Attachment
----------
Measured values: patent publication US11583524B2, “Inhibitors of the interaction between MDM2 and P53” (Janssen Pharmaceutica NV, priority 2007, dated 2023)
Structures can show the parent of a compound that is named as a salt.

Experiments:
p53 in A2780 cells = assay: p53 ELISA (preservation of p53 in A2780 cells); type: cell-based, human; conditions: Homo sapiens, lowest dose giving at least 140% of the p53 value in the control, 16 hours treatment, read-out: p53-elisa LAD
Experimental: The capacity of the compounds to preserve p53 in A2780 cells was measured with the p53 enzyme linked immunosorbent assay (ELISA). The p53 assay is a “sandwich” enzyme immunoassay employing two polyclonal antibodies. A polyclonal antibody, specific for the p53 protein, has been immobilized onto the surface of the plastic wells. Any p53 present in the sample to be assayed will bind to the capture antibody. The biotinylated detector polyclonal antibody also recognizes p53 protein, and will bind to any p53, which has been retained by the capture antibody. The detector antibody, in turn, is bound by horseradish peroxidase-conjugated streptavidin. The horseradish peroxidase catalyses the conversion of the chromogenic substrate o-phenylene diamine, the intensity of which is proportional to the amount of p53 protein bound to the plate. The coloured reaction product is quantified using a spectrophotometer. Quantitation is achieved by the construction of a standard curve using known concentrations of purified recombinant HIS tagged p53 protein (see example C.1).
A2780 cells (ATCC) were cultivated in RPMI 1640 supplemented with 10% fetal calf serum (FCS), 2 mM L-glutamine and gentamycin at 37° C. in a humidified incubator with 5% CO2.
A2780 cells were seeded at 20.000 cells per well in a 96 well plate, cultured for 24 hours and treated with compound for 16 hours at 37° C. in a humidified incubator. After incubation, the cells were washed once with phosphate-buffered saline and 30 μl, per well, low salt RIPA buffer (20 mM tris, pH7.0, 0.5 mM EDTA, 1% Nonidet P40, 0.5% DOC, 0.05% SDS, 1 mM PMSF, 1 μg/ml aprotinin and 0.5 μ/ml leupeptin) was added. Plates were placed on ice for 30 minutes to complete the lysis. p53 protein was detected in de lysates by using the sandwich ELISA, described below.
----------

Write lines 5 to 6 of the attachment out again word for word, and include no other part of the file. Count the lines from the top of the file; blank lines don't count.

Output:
Experimental: The capacity of the compounds to preserve p53 in A2780 cells was measured with the p53 enzyme linked immunosorbent assay (ELISA). The p53 assay is a “sandwich” enzyme immunoassay employing two polyclonal antibodies. A polyclonal antibody, specific for the p53 protein, has been immobilized onto the surface of the plastic wells. Any p53 present in the sample to be assayed will bind to the capture antibody. The biotinylated detector polyclonal antibody also recognizes p53 protein, and will bind to any p53, which has been retained by the capture antibody. The detector antibody, in turn, is bound by horseradish peroxidase-conjugated streptavidin. The horseradish peroxidase catalyses the conversion of the chromogenic substrate o-phenylene diamine, the intensity of which is proportional to the amount of p53 protein bound to the plate. The coloured reaction product is quantified using a spectrophotometer. Quantitation is achieved by the construction of a standard curve using known concentrations of purified recombinant HIS tagged p53 protein (see example C.1).
A2780 cells (ATCC) were cultivated in RPMI 1640 supplemented with 10% fetal calf serum (FCS), 2 mM L-glutamine and gentamycin at 37° C. in a humidified incubator with 5% CO2.